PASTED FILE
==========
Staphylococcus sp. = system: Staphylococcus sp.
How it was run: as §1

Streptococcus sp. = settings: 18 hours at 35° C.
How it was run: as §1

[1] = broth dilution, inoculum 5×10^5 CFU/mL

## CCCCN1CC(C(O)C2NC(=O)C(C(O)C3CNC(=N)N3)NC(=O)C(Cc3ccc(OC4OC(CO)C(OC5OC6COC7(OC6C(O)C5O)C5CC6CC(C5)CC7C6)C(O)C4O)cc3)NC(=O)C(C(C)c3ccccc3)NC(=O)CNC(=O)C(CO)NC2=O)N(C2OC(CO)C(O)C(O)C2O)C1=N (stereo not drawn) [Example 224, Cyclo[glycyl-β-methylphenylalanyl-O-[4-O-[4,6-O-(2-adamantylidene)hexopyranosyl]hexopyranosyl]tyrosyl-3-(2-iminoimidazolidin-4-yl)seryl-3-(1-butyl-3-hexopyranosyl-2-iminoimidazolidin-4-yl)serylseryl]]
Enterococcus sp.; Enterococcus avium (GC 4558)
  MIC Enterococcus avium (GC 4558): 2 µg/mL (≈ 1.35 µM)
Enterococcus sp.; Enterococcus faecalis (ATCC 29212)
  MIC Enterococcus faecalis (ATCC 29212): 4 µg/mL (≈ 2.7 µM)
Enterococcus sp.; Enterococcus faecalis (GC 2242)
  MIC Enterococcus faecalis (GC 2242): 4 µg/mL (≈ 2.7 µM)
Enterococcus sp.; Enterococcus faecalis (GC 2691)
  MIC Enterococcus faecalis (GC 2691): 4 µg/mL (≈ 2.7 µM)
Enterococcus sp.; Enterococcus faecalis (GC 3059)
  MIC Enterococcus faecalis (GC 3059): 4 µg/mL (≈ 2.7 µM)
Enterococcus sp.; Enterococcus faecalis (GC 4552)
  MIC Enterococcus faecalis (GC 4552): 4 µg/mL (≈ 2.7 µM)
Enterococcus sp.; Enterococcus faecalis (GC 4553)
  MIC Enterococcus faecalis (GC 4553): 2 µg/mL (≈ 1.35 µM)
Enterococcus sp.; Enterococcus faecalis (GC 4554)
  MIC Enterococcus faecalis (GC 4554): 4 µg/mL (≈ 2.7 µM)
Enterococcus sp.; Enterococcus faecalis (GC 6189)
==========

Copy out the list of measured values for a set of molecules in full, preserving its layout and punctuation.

Staphylococcus sp. = system: Staphylococcus sp.
How it was run: as §1

Streptococcus sp. = settings: 18 hours at 35° C.
How it was run: as §1

[1] = broth dilution, inoculum 5×10^5 CFU/mL

## CCCCN1CC(C(O)C2NC(=O)C(C(O)C3CNC(=N)N3)NC(=O)C(Cc3ccc(OC4OC(CO)C(OC5OC6COC7(OC6C(O)C5O)C5CC6CC(C5)CC7C6)C(O)C4O)cc3)NC(=O)C(C(C)c3ccccc3)NC(=O)CNC(=O)C(CO)NC2=O)N(C2OC(CO)C(O)C(O)C2O)C1=N (stereo not drawn) [Example 224, Cyclo[glycyl-β-methylphenylalanyl-O-[4-O-[4,6-O-(2-adamantylidene)hexopyranosyl]hexopyranosyl]tyrosyl-3-(2-iminoimidazolidin-4-yl)seryl-3-(1-butyl-3-hexopyranosyl-2-iminoimidazolidin-4-yl)serylseryl]]
Enterococcus sp.; Enterococcus avium (GC 4558)
  MIC Enterococcus avium (GC 4558): 2 µg/mL (≈ 1.35 µM)
Enterococcus sp.; Enterococcus faecalis (ATCC 29212)
  MIC Enterococcus faecalis (ATCC 29212): 4 µg/mL (≈ 2.7 µM)
Enterococcus sp.; Enterococcus faecalis (GC 2242)
  MIC Enterococcus faecalis (GC 2242): 4 µg/mL (≈ 2.7 µM)
Enterococcus sp.; Enterococcus faecalis (GC 2691)
  MIC Enterococcus faecalis (GC 2691): 4 µg/mL (≈ 2.7 µM)
Enterococcus sp.; Enterococcus faecalis (GC 3059)
  MIC Enterococcus faecalis (GC 3059): 4 µg/mL (≈ 2.7 µM)
Enterococcus sp.; Enterococcus faecalis (GC 4552)
  MIC Enterococcus faecalis (GC 4552): 4 µg/mL (≈ 2.7 µM)
Enterococcus sp.; Enterococcus faecalis (GC 4553)
  MIC Enterococcus faecalis (GC 4553): 2 µg/mL (≈ 1.35 µM)
Enterococcus sp.; Enterococcus faecalis (GC 4554)
  MIC Enterococcus faecalis (GC 4554): 4 µg/mL (≈ 2.7 µM)
Enterococcus sp.; Enterococcus faecalis (GC 6189)